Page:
If you decide to take on this challenge and strive to be a jack-of-all-trades, it is still important to pick a focus. Much like how when you go to college, you have to decide on a major and a minor, the same goes here.You have to decide between journalism and creative writing which would be your major and which would be your minor. That doesn't mean that they won't get a similar amount of attention, it just means that you have to decide which career path you would rather put more energy into.
For instance, your day job can be a journalist at a local station or paper trying to work your way up the pendulum. While in your off time, you are working on a creative writing piece-- whether that is a book, a screenplay, or poetry. On the flip side, if you decide you really want to dive headfirst into the world of creative writing, your side hustle would be to do freelance work for a local paper or a magazine of your choosing. Either way it is important not to limit your possibilities. The world of writing, both on the journalistic and creative side, can be a hard place to find success.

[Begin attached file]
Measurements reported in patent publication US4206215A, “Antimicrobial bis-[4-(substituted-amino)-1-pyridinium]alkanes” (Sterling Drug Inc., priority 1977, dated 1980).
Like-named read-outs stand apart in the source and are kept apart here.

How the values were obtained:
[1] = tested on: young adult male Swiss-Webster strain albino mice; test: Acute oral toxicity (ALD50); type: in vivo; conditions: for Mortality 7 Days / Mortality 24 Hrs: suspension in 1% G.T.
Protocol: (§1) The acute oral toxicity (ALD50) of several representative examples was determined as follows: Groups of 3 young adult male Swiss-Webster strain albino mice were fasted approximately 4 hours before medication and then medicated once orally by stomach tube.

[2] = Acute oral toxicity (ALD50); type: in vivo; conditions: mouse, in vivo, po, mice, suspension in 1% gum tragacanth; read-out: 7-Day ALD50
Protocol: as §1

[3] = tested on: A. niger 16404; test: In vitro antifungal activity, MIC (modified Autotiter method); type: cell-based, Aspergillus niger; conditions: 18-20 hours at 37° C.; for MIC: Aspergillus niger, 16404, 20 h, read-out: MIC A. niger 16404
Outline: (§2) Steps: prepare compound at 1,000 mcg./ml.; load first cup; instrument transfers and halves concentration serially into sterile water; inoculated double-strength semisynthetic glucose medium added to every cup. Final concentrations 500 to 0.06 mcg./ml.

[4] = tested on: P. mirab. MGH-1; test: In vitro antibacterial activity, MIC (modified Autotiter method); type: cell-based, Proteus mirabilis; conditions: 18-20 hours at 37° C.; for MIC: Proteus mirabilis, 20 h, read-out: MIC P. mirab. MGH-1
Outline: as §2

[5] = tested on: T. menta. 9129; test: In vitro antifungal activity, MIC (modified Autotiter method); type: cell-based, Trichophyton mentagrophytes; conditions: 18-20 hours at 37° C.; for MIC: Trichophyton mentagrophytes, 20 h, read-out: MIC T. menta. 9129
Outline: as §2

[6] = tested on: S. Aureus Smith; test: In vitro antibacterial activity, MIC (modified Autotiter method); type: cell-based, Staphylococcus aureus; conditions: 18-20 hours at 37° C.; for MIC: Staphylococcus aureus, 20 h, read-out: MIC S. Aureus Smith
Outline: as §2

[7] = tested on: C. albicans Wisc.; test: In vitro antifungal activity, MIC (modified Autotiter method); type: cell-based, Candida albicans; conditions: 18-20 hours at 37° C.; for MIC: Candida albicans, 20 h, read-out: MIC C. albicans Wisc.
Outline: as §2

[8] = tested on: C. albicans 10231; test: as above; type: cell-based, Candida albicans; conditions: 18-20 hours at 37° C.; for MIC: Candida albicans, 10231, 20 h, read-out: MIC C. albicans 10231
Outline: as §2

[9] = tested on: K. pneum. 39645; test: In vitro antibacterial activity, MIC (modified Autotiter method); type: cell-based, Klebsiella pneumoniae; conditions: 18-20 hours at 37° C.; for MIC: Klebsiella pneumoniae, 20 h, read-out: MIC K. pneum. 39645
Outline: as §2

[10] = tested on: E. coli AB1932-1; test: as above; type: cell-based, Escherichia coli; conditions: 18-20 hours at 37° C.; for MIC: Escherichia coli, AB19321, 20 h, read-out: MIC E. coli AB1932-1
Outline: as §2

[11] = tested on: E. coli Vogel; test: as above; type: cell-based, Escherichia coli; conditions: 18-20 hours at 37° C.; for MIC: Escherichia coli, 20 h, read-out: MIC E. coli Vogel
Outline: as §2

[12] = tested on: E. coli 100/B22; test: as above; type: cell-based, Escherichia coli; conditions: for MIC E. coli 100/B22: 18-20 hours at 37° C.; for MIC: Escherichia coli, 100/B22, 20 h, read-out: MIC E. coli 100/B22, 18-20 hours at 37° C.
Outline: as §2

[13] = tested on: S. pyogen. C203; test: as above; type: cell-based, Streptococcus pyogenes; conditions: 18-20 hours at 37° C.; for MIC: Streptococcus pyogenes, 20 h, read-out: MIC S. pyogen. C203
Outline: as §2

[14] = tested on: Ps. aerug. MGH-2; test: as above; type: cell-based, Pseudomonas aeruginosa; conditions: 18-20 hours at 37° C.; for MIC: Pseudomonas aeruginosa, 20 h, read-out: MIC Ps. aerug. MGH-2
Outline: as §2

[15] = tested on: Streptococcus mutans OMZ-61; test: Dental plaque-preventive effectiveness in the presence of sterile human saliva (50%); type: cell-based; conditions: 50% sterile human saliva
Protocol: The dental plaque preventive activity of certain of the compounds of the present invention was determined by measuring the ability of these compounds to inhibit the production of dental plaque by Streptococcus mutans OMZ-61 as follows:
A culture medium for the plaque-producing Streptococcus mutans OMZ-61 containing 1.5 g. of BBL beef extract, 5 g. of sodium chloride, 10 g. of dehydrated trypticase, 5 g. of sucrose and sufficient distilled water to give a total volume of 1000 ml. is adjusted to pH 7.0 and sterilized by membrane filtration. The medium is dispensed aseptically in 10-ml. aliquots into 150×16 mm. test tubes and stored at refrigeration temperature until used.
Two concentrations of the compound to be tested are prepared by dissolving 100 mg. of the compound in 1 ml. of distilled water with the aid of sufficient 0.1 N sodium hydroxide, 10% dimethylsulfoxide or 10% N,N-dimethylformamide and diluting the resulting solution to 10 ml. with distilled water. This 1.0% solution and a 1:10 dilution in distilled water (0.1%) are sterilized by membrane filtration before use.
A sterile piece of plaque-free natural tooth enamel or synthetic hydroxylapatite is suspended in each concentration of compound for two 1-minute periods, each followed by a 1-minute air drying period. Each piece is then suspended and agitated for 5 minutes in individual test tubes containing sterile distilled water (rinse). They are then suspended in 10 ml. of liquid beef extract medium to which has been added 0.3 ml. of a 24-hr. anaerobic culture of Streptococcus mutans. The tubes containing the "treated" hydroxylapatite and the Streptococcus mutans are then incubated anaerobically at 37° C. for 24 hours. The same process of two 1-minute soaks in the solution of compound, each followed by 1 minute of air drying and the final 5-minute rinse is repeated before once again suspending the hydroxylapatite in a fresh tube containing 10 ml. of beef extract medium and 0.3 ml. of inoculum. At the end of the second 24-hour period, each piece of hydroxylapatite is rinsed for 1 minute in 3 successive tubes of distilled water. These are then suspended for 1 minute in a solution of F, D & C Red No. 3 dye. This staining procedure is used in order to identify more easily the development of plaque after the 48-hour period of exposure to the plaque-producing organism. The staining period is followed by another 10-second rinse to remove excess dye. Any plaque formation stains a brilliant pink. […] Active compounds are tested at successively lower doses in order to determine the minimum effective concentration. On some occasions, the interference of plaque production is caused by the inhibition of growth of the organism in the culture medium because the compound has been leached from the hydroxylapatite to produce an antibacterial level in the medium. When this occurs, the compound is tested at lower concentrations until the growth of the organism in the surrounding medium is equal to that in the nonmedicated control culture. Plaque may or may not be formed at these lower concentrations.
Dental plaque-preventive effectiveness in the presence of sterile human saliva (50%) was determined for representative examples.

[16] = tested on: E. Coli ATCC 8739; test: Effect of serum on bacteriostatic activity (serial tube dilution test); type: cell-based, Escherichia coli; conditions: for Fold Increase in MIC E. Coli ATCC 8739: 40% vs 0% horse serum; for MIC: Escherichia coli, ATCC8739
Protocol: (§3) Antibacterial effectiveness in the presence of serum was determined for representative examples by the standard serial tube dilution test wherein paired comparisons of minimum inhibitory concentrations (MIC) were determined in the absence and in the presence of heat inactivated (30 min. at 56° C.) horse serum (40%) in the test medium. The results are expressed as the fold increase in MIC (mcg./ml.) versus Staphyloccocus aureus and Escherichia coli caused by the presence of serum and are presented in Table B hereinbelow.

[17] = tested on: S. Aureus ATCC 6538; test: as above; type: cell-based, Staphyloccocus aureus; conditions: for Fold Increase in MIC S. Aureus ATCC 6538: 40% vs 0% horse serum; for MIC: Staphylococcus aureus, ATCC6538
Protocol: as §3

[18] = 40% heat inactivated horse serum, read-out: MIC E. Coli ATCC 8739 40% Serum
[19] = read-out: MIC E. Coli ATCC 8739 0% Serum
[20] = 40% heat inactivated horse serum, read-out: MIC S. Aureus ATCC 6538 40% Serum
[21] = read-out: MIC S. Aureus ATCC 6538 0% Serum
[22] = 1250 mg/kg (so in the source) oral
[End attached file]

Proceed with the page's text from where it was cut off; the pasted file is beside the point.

Though, when you are working hard to perfect your craft in the two styles of writing, success will eventually come in time. And sometimes, this success is not in the field that you expected it to be. Maybe you wanted to write great fiction novels and end up finding success with your coverage of sports or politics. Maybe you wanted to find great success in your coverage of up-and-coming bands or the music industry and you somehow find your way through the fiction novels that you have been writing on the side. That does not mean to give up on one or the other. It is simply a wake up call that says, “You are good at this, your other stuff needs some work, but keep going.” The point being, be as open minded as possible and accept all challenges, and hurdle every obstacle thrown your way.